More than 150 exhibitors will set up displays inside and outside the center.  Learn the latest in home construction, decor and — of course — energy savings and green living.

WSU Master Gardeners will be on hand to answer your gardening questions, share about the Xeriscape and Community Education gardens, and diagnose problems you may be having in your backyard. Need a pair of gloves or a Day by Day Resource Guide on what to do in your garden when? You can get both at this year’s show. A schedule of seminars and workshops is available here.

Show hours are Friday, March 8, noon to 7 p.m.; Saturday, March 9, 9 a.m. to 7 p.m.; and Sunday, March 10, 10 a.m. to 4 p.m. Admission is free.

See you there!

This WestSide story has a happy ending

Posted in Construction, Energy conservation, Heating and cooling, Lighting, Uncategorized on January 23rd, 2013 by Susan – Comments Off

No Sharks, no Jets — just super-cool systems for saving energy in new high school building

Students moving across Ninth Street to a remodeled WestSide High School this fall will be treated to state-of-the-art concepts in lighting and energy efficiency not available at any other buildings in the Wenatchee School District.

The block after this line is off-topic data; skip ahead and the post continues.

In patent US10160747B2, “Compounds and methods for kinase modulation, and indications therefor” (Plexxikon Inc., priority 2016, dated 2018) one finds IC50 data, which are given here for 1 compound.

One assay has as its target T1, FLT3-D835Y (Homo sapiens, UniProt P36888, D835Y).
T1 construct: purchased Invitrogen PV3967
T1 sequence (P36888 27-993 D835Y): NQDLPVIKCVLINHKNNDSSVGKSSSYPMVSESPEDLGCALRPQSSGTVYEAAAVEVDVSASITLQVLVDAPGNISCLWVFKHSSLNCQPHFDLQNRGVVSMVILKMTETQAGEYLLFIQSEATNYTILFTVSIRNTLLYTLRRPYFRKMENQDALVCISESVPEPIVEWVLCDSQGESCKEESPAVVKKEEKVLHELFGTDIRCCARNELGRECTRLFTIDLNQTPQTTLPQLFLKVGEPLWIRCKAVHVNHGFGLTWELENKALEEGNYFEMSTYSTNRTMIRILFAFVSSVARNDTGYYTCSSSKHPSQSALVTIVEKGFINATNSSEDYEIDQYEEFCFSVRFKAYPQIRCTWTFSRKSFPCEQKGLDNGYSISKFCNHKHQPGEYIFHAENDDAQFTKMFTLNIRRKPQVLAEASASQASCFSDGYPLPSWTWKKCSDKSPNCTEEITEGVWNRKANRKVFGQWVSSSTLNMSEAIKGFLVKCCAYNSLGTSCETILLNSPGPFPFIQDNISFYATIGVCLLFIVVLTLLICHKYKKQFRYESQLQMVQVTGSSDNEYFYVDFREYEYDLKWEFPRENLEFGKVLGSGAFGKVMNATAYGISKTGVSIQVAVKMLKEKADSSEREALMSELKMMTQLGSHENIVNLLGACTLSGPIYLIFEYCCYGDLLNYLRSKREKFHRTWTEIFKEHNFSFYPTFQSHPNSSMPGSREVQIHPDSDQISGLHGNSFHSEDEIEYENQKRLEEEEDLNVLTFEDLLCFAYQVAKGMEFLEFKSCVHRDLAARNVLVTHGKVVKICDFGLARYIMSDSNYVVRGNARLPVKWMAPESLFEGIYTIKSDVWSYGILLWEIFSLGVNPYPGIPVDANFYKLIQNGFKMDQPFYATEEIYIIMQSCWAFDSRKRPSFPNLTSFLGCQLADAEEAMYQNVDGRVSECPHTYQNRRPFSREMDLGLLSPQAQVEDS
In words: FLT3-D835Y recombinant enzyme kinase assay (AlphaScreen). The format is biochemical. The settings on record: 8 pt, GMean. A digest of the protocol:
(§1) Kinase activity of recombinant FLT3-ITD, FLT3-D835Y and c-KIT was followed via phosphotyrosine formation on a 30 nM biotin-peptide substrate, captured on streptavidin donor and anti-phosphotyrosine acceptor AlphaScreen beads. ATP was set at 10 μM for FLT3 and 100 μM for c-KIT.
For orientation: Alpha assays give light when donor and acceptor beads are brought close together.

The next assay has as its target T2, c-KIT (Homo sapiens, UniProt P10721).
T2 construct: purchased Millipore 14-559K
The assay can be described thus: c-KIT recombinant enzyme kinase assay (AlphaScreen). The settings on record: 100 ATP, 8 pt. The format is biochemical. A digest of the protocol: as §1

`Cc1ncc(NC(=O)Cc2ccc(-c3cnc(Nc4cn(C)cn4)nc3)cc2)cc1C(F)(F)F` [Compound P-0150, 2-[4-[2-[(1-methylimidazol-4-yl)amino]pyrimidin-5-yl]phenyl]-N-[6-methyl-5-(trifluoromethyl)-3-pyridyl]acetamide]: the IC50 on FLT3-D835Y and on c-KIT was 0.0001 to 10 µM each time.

It’s a little gift to students and staff at the alternative school. They’ll enjoy the very best after being housed in what has been the worst of student facilities in the district.

Photo of WestSide High building before construction

It's not much to look at yet, but a remodeled WestSide High School will feature open rooms, skylights, LED lighting on daylight sensors and other energy-efficient equipment. The recessed area in the concrete floor used to hold the Eagles Lodge dance floor.

A swap with Wenatchee Valley College provided the 18,000-square-foot building, which is the former Eagles Lodge. The school district’s WestSide property – originally built 50 years ago as dormitories for the college – is now in WVC’s hands.